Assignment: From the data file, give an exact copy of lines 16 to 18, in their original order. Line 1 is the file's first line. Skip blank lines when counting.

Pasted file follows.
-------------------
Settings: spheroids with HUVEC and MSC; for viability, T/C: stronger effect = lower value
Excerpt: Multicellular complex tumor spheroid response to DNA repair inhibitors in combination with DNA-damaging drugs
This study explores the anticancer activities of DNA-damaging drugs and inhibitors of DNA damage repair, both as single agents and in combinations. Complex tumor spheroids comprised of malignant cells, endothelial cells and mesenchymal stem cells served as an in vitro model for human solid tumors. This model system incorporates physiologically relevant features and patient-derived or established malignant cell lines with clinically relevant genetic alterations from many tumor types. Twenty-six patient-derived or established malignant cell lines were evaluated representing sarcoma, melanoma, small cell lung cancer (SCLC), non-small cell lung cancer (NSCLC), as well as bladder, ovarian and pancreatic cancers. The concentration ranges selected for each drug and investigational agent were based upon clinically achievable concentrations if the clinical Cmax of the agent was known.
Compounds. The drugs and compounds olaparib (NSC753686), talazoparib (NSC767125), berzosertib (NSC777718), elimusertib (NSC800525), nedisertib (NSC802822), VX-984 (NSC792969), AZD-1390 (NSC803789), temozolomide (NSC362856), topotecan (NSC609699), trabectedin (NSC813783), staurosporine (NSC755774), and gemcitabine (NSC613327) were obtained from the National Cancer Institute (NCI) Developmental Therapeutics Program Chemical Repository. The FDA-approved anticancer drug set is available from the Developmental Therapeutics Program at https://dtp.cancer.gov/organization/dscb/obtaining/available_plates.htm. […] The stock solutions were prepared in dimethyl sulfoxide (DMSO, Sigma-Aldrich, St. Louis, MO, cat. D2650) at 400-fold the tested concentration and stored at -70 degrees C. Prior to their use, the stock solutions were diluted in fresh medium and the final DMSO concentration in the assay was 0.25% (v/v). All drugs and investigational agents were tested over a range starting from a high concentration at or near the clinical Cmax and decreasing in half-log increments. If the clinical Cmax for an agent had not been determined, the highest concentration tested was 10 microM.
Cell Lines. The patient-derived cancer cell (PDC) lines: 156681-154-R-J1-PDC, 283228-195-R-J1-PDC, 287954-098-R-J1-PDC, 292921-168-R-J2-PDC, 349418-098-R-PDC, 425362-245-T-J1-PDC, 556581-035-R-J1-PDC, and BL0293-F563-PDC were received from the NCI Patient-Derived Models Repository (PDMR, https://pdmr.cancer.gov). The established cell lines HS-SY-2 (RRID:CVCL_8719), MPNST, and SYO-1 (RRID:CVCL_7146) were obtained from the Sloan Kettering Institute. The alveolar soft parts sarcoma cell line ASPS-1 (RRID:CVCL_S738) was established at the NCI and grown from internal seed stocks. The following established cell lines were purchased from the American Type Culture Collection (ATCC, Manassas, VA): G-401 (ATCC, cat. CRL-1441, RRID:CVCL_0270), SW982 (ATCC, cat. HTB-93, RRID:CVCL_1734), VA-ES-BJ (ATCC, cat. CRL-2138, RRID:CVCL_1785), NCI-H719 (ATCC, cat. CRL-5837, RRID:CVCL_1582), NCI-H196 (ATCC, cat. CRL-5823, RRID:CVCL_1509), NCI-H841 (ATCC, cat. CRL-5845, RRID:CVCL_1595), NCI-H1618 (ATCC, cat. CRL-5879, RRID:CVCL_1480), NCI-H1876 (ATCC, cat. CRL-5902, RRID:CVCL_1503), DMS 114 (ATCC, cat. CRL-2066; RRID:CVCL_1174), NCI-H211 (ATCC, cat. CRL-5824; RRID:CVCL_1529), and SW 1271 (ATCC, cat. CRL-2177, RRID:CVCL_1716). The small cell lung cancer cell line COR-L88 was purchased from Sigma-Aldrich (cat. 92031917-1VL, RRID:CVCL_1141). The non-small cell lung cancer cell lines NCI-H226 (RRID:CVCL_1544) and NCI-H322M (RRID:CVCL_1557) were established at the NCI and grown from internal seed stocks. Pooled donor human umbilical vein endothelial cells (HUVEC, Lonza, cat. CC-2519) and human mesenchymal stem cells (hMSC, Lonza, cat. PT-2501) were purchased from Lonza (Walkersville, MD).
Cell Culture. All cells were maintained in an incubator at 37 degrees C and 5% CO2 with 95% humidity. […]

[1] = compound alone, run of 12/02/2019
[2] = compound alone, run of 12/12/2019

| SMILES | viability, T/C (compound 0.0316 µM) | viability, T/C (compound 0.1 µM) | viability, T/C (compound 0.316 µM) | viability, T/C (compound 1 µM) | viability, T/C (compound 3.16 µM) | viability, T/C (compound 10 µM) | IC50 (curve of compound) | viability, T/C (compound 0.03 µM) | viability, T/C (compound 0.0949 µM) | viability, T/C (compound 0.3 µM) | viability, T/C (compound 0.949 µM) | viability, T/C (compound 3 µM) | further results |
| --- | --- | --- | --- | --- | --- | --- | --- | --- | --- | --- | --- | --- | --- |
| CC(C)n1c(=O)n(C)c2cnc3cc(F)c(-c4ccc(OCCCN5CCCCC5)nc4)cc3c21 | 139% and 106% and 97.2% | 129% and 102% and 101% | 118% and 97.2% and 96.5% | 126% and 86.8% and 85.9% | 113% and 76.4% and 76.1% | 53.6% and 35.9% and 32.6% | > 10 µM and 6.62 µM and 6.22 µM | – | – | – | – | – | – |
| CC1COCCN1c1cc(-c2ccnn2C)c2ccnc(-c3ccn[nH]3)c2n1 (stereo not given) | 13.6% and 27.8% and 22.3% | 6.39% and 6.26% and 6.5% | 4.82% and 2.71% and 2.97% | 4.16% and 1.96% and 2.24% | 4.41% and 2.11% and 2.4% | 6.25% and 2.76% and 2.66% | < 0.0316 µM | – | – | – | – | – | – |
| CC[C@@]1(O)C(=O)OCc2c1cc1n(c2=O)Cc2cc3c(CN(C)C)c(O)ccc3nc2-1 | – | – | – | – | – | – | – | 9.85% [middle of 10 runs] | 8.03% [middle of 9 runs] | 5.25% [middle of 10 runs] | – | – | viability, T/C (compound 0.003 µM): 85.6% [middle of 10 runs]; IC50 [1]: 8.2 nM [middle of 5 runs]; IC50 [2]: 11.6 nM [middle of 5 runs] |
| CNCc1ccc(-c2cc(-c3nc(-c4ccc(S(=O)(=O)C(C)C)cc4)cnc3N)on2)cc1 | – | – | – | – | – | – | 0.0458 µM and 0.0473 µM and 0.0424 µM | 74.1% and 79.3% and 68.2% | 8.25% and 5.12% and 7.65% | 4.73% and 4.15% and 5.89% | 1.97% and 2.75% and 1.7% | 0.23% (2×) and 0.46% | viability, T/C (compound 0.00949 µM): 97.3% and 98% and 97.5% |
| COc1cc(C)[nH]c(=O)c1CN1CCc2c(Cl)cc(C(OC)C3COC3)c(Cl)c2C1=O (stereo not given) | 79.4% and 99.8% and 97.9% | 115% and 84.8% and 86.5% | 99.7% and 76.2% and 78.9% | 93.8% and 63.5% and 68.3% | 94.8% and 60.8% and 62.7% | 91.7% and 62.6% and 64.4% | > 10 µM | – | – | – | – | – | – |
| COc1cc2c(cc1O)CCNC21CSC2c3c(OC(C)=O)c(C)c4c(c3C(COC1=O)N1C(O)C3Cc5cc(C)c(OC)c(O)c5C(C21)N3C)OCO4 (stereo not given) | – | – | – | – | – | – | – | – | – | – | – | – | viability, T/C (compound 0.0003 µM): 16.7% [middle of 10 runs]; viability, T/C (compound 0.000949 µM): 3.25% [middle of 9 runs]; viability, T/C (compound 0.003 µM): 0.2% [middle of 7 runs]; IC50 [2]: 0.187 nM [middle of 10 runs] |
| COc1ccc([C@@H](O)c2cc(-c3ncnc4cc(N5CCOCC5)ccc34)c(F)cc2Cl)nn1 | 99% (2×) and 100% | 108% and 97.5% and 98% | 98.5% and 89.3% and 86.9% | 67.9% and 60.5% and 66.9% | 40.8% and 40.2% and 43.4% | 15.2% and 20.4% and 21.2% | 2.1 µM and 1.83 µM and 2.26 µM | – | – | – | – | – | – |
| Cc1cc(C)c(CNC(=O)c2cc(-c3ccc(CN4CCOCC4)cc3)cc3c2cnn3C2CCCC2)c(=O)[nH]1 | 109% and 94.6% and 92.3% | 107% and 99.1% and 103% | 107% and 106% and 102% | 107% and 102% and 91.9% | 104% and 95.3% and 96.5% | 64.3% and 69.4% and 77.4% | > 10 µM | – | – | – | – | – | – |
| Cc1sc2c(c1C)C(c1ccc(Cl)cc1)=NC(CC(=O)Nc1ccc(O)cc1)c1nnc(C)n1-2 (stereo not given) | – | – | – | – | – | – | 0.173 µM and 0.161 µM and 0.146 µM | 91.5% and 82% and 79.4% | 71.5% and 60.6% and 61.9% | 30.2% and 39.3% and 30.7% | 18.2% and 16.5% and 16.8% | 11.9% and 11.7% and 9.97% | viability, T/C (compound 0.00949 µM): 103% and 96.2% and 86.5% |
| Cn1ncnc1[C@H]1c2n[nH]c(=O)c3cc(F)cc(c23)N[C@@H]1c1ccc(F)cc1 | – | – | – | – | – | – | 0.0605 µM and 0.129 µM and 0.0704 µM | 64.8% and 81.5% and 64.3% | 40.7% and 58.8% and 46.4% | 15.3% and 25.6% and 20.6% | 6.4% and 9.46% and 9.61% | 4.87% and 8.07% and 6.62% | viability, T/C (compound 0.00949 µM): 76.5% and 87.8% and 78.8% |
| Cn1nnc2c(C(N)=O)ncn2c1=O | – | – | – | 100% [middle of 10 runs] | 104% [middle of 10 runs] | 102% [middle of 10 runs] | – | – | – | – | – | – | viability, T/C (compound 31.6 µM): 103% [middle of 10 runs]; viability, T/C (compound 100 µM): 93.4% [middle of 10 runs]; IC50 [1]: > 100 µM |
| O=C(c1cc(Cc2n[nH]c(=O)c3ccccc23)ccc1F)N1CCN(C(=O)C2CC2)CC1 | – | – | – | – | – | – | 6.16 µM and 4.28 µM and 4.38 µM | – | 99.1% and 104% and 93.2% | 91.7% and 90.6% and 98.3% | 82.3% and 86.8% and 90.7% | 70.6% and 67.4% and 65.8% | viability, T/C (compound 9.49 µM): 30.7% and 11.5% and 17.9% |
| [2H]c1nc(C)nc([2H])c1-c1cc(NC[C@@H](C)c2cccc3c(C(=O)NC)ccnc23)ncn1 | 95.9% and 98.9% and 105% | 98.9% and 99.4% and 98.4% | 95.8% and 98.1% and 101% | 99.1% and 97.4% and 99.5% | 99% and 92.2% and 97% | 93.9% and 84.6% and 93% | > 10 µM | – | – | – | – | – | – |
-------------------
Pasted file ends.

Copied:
| COc1cc2c(cc1O)CCNC21CSC2c3c(OC(C)=O)c(C)c4c(c3C(COC1=O)N1C(O)C3Cc5cc(C)c(OC)c(O)c5C(C21)N3C)OCO4 (stereo not given) | – | – | – | – | – | – | – | – | – | – | – | – | viability, T/C (compound 0.0003 µM): 16.7% [middle of 10 runs]; viability, T/C (compound 0.000949 µM): 3.25% [middle of 9 runs]; viability, T/C (compound 0.003 µM): 0.2% [middle of 7 runs]; IC50 [2]: 0.187 nM [middle of 10 runs] |
| COc1ccc([C@@H](O)c2cc(-c3ncnc4cc(N5CCOCC5)ccc34)c(F)cc2Cl)nn1 | 99% (2×) and 100% | 108% and 97.5% and 98% | 98.5% and 89.3% and 86.9% | 67.9% and 60.5% and 66.9% | 40.8% and 40.2% and 43.4% | 15.2% and 20.4% and 21.2% | 2.1 µM and 1.83 µM and 2.26 µM | – | – | – | – | – | – |
| Cc1cc(C)c(CNC(=O)c2cc(-c3ccc(CN4CCOCC4)cc3)cc3c2cnn3C2CCCC2)c(=O)[nH]1 | 109% and 94.6% and 92.3% | 107% and 99.1% and 103% | 107% and 106% and 102% | 107% and 102% and 91.9% | 104% and 95.3% and 96.5% | 64.3% and 69.4% and 77.4% | > 10 µM | – | – | – | – | – | – |